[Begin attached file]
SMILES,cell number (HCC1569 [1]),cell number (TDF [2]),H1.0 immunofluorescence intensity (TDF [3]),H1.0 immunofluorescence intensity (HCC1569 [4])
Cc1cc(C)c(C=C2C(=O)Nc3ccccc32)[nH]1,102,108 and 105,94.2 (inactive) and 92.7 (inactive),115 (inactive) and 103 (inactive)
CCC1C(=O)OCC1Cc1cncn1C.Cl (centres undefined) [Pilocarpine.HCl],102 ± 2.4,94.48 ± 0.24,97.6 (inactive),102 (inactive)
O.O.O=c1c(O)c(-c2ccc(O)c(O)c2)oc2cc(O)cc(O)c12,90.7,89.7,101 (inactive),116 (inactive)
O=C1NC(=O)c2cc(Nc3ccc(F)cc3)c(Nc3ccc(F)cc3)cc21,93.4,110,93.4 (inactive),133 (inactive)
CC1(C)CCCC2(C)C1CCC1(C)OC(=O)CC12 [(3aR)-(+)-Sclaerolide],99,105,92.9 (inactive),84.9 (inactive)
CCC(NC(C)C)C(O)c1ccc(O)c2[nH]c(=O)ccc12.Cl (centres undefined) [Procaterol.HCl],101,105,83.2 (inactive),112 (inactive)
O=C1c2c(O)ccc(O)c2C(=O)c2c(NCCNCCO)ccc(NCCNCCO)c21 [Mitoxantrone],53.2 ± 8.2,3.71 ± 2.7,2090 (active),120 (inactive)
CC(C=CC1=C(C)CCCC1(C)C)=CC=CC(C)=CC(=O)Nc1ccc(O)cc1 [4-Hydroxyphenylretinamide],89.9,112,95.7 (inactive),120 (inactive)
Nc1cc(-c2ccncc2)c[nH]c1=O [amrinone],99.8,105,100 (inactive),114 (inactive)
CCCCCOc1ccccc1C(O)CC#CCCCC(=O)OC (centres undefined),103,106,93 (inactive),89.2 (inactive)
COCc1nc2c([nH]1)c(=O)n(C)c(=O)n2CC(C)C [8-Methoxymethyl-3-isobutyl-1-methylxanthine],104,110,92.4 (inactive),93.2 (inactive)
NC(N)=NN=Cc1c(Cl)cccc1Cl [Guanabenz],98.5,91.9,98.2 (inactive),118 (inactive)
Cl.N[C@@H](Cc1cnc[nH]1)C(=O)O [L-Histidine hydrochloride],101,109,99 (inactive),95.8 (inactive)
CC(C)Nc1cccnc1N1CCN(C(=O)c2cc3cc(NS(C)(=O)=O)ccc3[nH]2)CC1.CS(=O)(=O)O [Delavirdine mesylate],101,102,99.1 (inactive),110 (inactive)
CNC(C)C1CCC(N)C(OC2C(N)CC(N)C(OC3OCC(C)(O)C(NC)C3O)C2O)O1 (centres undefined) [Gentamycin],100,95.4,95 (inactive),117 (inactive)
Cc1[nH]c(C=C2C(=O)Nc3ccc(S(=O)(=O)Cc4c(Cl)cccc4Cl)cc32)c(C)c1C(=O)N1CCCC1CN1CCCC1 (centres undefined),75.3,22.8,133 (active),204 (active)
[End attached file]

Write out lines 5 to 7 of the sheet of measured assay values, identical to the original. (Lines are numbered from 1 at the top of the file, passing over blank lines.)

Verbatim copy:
O=C1NC(=O)c2cc(Nc3ccc(F)cc3)c(Nc3ccc(F)cc3)cc21,93.4,110,93.4 (inactive),133 (inactive)
CC1(C)CCCC2(C)C1CCC1(C)OC(=O)CC12 [(3aR)-(+)-Sclaerolide],99,105,92.9 (inactive),84.9 (inactive)
CCC(NC(C)C)C(O)c1ccc(O)c2[nH]c(=O)ccc12.Cl (centres undefined) [Procaterol.HCl],101,105,83.2 (inactive),112 (inactive)